The phrase “due diligence” comes up in a wide variety of contexts in our culture and can mean anything from the reasonable type of preparation research a person does before making any kind of decision (“I did my due diligence on Yelp before making Valentine’s Day reservations”) to the specific “due diligence defense” an underwriter can present when sued for securities violations following an IPO gone bad. In the context of the sale of an emerging growth company, the due diligence process involves the potential buyer going through the records of the target company to see whether it is actually worth what the buyer hopes it is worth and to determining whether there are potential risks that would warrant not going forward with the deal.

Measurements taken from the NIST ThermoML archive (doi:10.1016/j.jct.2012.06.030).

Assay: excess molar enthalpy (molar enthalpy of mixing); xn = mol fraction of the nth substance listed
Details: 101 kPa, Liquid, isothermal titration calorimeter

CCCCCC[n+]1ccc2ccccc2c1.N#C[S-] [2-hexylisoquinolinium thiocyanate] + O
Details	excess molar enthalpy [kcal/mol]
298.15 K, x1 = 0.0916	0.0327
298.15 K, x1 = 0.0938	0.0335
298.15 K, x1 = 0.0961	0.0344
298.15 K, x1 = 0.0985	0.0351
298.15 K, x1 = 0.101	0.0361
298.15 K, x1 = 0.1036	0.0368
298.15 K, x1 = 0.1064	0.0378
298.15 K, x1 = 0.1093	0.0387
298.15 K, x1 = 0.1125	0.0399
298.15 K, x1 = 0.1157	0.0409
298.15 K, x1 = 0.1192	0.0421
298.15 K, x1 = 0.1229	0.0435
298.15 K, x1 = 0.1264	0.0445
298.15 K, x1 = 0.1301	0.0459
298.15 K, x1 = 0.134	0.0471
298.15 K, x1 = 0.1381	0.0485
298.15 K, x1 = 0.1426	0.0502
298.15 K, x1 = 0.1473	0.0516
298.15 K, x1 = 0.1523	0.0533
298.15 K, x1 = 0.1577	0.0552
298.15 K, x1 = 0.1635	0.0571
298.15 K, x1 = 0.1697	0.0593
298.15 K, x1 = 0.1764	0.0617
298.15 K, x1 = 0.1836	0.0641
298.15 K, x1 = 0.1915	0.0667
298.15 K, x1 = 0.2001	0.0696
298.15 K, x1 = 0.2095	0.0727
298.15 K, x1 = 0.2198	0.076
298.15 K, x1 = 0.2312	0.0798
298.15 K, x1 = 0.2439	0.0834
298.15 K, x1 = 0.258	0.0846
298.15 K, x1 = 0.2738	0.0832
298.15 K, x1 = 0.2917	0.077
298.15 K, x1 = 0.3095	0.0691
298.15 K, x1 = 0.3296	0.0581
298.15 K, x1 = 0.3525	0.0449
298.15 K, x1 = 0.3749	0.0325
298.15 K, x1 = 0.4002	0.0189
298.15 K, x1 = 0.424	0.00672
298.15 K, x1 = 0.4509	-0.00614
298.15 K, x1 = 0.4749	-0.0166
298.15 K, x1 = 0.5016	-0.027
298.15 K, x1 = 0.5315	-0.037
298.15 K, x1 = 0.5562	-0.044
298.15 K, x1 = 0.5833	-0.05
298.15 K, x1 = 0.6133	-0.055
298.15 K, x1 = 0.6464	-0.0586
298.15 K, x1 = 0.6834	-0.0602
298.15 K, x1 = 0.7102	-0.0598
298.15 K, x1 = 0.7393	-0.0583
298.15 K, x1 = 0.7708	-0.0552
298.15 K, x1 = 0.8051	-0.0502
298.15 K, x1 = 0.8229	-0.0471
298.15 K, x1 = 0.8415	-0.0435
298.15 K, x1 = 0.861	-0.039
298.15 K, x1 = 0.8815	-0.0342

In previous installments in this series, we discussed the various processes associated with engaging a financial adviser to guide your company through the deal, creating a non-disclosure agreement with the potential buyer to protect your company’s confidential information that will come to light in due diligence, and creating an initial term sheet or letter of intent regarding the buyer’s proposed terms for the deal. If you have gotten this far in the sales process, no doubt the acquirer has already engaged in some level of informal due diligence on your company to determine whether it is worth pursuing, but all of those steps are just prelude to the formal due diligence phase which will shape the final terms of the deal and whether the sale of your company will indeed happen at all.
What The Acquirer Will Be Looking For in the Due Diligence Process
In a sense, the acquirer will be looking at everything relevant to your company in due diligence, and specifically looking for any facets of your business previously unknown or disclosed, but there are few general issues it will be focusing on: